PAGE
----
A level Further Mathematics has consistently been one of the fastest growing A level subjects over the last 11 years. Since 2005 the number of students in England taking A level Further Mathematics has risen by more than 2.5 times from 5933 to 15257. The number taking AS level Further Mathematics has risen by more than five times. Further Mathematics is now more popular than A level Law, ICT, Computing, Music, French and German.

The proportion of state-funded schools and colleges with students taking A level Further Mathematics has increased from less than 40% in 2005 to over 65% in 2016.

Further Mathematics is **not** just for the top A level Mathematics students. AS Further Mathematics is accessible to many students capable of passing A level Mathematics.

There are many very good reasons to offer Further Mathematics.

- Studying Further Mathematics helps students to achieve their best possible A level Mathematics grade, by consolidating and reinforcing their standard A level Mathematics work. The examination board rules for aggregating module scores for A level Mathematics and Further Mathematics ensure that the Mathematics grade is maximised using the applied module scores. The Advanced Level Information System (ALIS), which provides performance indicators for Post-16 students, analysed the results of students studying both A level Mathematics and Further Mathematics and concluded that studying Further Mathematics improved a student's result in A level Mathematics by half a grade on average. See the ALIS document: Predicting and evaluating grades in A level Mathematics and Further Mathematics
- The additional applied units studied by A and AS level Further Mathematics students support the study of other A level. For example, advanced statistical techniques that are used in Geography and Psychology and mechanics topics in Physics.

- Students taking A or AS Further Mathematics are better prepared for the transition to mathematically-rich university courses.
- Some leading university courses include Further Mathematics in their offers for places as a requirement, by not offering Further Mathematics you could prevent your students from applying to these courses. Other Universities lower the offer required for students who have studied Further Mathematics. See the universities section for further details on entry requirements for higher education.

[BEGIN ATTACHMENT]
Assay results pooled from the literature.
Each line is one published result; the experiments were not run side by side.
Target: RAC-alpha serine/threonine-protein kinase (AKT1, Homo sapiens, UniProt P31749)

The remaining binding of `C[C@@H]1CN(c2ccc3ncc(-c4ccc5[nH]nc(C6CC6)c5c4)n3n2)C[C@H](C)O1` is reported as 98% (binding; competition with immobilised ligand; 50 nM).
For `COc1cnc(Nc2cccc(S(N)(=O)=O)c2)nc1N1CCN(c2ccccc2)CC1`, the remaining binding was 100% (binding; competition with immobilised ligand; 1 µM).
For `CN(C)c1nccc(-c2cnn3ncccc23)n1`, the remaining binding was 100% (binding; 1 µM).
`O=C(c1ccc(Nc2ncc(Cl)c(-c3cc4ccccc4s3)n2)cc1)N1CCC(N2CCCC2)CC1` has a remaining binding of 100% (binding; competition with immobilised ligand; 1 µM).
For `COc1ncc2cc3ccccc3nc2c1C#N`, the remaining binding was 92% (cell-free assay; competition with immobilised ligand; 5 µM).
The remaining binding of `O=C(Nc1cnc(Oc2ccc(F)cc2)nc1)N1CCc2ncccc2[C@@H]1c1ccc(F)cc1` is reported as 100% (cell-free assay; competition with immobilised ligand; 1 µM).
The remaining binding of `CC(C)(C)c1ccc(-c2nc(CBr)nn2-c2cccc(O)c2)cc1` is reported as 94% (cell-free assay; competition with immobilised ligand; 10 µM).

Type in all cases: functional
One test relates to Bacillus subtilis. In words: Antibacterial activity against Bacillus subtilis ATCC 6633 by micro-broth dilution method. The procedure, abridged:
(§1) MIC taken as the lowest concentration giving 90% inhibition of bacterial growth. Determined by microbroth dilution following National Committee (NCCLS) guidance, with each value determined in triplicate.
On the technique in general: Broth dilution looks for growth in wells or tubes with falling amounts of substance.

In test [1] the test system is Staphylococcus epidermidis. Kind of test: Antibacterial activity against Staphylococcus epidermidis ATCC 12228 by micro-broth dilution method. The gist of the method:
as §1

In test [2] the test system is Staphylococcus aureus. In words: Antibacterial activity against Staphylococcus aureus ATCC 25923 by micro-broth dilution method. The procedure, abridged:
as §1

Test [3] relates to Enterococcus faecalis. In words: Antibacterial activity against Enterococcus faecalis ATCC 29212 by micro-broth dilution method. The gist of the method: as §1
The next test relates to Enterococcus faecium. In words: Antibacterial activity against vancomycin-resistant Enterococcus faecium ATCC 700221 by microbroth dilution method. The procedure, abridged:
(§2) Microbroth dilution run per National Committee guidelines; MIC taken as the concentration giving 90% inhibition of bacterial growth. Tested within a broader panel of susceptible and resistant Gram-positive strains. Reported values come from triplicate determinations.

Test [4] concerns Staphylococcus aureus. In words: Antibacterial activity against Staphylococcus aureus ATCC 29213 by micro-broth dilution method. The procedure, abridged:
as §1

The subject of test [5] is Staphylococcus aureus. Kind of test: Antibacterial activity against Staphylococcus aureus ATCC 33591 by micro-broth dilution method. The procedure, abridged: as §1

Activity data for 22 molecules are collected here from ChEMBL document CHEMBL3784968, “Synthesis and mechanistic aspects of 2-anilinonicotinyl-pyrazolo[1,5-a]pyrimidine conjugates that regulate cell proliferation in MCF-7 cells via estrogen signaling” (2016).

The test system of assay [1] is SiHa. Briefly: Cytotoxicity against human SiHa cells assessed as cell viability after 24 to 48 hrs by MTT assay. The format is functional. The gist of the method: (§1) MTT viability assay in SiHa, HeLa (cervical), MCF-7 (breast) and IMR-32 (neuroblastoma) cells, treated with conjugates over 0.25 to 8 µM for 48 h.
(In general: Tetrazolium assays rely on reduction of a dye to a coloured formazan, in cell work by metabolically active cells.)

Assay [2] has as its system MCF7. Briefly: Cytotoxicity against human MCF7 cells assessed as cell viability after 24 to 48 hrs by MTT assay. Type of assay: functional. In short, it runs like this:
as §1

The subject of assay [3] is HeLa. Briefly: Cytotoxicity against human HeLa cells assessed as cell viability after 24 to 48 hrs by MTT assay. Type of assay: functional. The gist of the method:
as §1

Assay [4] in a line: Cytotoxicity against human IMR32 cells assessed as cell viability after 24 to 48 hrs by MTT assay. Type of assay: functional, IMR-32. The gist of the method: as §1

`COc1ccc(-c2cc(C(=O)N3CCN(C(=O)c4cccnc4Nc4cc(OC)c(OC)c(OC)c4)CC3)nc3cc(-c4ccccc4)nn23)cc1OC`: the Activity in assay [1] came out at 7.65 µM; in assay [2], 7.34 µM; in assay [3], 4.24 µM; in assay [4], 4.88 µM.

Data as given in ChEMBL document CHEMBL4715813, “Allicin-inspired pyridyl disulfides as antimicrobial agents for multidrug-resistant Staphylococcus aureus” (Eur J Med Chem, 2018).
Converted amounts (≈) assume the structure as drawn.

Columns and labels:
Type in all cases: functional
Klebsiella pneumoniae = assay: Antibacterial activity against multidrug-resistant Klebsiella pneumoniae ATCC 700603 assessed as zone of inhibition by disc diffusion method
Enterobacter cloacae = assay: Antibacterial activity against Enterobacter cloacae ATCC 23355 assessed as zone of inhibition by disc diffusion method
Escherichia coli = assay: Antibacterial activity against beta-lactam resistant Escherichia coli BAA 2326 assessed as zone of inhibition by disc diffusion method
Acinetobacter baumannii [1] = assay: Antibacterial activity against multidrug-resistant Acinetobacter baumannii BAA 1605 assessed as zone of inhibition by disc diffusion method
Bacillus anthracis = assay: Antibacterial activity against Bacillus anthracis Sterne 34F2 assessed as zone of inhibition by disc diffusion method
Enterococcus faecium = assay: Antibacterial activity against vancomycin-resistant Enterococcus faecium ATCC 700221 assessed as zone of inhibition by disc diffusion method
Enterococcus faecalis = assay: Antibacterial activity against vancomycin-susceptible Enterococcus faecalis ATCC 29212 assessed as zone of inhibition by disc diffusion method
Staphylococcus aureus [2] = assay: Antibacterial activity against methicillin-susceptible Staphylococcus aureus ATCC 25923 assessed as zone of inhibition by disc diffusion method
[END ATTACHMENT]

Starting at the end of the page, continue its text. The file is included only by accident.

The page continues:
- Studying AS Further Mathematics in year 13 is an excellent option for students who wish to pursue a degree in a STEM subject. As well as introducing them to new topics that they will find useful for their degree course, it is likely to improve their A level Mathematics grade.

- Overwhelmingly, students taking Further Mathematics find it to be an enjoyable, rewarding, stimulating and empowering experience.
- For more able A level Mathematics students it enables them to distinguish themselves as able mathematicians both for university applications and in the employment market.
- For students who enjoy mathematics, it provides a challenge and a chance to explore new and/or more sophisticated mathematical concepts.

- High achieving GCSE students may be tempted to change school/college for their AS/A levels if your school does not offer them the opportunity to study Further Mathematics.

- Offering Further Mathematics raises the profile of Mathematics across all year groups and often has a positive impact on performance in mathematics across the whole school.
- You may find it easier to attract and retain well-qualified, enthusiastic teachers.
- Further Mathematics students can be excellent ambassadors for mathematics throughout the school and in some cases act as mentors, supporting younger students.

In 2015 UCL's Institute of Education undertook research into the wider benefits of introducing A level Further Mathematics. The IoE looked at 4 institutions that had recently established Further Mathematics with support from the FMSP. The report outlines the factors which were important in the successful implementation of the curriculum changes. The researchers found evidence of changes to teacher identity and confidence, departmental identity and changes pedagogy not just for A level but lower down the school.